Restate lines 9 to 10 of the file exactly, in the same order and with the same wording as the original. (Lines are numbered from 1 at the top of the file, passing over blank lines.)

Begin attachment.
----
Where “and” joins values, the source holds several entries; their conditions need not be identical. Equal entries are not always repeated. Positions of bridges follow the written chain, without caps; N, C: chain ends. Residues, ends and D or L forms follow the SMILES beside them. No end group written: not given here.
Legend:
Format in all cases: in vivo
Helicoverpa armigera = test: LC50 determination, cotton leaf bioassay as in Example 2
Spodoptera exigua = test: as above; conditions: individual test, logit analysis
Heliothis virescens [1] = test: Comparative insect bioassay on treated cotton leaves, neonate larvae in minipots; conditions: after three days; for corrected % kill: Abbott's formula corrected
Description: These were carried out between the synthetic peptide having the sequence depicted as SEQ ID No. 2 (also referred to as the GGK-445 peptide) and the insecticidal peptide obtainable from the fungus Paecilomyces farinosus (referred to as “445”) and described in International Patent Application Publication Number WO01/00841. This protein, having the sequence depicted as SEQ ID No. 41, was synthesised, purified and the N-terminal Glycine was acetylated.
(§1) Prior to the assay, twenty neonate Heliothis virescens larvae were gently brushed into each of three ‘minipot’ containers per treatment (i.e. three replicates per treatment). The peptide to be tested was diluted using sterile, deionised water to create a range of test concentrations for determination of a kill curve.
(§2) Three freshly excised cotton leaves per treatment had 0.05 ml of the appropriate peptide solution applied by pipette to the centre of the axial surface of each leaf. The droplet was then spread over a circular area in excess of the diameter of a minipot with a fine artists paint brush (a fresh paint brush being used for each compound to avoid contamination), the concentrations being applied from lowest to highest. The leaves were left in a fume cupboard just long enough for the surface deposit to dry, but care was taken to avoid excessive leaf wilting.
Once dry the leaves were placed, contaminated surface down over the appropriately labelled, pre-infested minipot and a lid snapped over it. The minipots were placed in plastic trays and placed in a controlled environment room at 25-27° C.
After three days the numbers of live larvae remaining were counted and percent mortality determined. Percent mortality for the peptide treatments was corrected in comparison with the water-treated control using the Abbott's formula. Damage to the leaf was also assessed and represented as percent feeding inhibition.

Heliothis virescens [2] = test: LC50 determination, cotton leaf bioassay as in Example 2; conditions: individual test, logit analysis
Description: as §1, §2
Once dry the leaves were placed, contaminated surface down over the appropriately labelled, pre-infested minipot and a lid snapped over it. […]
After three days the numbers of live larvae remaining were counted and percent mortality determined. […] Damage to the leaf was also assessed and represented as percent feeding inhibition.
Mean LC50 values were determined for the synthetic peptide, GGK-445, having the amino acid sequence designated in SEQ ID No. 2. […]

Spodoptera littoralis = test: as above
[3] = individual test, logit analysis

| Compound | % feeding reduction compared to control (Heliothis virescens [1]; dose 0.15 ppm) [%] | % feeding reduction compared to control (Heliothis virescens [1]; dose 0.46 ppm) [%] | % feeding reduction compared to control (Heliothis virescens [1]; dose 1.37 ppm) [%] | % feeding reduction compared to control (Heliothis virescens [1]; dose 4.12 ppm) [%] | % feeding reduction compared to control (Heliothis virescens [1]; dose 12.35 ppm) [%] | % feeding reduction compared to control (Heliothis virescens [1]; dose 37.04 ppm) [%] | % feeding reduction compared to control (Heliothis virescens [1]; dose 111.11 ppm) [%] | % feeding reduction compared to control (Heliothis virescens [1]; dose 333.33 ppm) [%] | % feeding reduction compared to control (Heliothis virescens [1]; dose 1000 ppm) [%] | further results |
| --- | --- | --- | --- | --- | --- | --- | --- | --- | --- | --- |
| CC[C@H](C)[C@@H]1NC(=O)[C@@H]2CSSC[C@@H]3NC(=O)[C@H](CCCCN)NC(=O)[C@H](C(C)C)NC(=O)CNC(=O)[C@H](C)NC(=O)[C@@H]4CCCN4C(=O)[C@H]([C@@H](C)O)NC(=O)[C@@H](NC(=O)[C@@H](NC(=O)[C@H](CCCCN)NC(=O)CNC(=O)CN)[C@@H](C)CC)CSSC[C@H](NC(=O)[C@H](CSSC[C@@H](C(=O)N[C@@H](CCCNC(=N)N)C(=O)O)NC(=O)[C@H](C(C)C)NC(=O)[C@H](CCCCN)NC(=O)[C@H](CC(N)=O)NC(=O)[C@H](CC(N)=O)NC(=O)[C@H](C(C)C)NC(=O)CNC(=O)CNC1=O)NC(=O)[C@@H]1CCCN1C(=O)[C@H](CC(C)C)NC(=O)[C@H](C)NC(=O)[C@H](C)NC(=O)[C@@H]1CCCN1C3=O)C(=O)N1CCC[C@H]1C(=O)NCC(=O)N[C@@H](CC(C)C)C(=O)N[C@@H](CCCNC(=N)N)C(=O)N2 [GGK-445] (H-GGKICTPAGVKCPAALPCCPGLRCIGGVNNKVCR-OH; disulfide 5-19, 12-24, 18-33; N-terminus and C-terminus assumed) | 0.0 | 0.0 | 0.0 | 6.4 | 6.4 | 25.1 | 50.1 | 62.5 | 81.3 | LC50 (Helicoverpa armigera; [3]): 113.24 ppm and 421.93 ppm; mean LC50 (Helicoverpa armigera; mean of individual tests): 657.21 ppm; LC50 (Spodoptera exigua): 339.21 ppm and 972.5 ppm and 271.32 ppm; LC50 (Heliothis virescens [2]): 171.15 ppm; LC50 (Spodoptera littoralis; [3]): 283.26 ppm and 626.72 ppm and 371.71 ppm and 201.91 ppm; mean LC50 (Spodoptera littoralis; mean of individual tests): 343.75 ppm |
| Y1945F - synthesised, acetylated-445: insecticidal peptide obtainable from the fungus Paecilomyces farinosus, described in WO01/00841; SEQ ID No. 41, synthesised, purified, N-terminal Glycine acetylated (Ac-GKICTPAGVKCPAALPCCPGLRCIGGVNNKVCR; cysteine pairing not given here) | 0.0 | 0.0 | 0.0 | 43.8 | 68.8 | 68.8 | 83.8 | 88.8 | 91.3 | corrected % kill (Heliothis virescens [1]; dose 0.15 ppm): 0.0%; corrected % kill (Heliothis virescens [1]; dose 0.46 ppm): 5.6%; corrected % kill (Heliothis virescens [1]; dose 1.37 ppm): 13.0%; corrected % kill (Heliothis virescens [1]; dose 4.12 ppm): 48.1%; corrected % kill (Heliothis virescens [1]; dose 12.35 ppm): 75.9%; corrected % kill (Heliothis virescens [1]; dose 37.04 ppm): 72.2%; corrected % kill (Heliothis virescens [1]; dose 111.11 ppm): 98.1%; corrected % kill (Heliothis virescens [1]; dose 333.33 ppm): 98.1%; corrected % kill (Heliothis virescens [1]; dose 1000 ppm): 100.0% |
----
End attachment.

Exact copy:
(§2) Three freshly excised cotton leaves per treatment had 0.05 ml of the appropriate peptide solution applied by pipette to the centre of the axial surface of each leaf. The droplet was then spread over a circular area in excess of the diameter of a minipot with a fine artists paint brush (a fresh paint brush being used for each compound to avoid contamination), the concentrations being applied from lowest to highest. The leaves were left in a fume cupboard just long enough for the surface deposit to dry, but care was taken to avoid excessive leaf wilting.
Once dry the leaves were placed, contaminated surface down over the appropriately labelled, pre-infested minipot and a lid snapped over it. The minipots were placed in plastic trays and placed in a controlled environment room at 25-27° C.